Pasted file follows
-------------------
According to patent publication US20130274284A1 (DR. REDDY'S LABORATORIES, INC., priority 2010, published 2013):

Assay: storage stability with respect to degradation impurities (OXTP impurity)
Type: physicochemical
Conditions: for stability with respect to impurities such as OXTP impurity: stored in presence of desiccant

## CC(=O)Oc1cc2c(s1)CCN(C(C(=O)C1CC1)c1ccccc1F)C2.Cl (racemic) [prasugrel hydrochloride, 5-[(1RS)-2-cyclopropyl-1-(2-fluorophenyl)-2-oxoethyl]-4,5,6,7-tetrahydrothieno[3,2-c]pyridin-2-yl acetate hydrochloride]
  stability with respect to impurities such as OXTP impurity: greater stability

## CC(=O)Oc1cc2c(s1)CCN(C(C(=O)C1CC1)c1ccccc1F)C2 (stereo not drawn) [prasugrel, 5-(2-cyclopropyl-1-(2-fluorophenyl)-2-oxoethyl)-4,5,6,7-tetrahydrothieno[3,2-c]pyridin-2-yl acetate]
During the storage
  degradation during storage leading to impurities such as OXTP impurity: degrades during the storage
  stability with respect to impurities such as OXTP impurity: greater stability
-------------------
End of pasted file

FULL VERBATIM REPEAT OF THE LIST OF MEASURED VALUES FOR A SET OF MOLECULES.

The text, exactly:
According to patent publication US20130274284A1 (DR. REDDY'S LABORATORIES, INC., priority 2010, published 2013):

Assay: storage stability with respect to degradation impurities (OXTP impurity)
Type: physicochemical
Conditions: for stability with respect to impurities such as OXTP impurity: stored in presence of desiccant

## CC(=O)Oc1cc2c(s1)CCN(C(C(=O)C1CC1)c1ccccc1F)C2.Cl (racemic) [prasugrel hydrochloride, 5-[(1RS)-2-cyclopropyl-1-(2-fluorophenyl)-2-oxoethyl]-4,5,6,7-tetrahydrothieno[3,2-c]pyridin-2-yl acetate hydrochloride]
  stability with respect to impurities such as OXTP impurity: greater stability

## CC(=O)Oc1cc2c(s1)CCN(C(C(=O)C1CC1)c1ccccc1F)C2 (stereo not drawn) [prasugrel, 5-(2-cyclopropyl-1-(2-fluorophenyl)-2-oxoethyl)-4,5,6,7-tetrahydrothieno[3,2-c]pyridin-2-yl acetate]
During the storage
  degradation during storage leading to impurities such as OXTP impurity: degrades during the storage
  stability with respect to impurities such as OXTP impurity: greater stability